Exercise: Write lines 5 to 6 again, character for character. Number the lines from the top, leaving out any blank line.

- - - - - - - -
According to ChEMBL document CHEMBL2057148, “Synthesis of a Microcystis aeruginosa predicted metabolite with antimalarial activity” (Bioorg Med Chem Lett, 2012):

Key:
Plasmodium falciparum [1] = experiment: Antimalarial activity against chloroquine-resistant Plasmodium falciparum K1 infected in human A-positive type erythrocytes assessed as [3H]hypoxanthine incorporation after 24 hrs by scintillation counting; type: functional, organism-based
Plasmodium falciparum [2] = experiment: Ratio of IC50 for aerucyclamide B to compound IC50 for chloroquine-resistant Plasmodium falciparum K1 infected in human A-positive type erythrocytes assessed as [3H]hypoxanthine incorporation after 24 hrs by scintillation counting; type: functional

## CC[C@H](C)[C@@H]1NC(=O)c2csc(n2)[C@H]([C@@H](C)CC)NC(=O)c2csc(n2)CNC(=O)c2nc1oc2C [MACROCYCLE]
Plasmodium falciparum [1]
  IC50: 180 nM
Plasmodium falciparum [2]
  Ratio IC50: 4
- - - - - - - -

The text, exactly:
## CC[C@H](C)[C@@H]1NC(=O)c2csc(n2)[C@H]([C@@H](C)CC)NC(=O)c2csc(n2)CNC(=O)c2nc1oc2C [MACROCYCLE]
Plasmodium falciparum [1]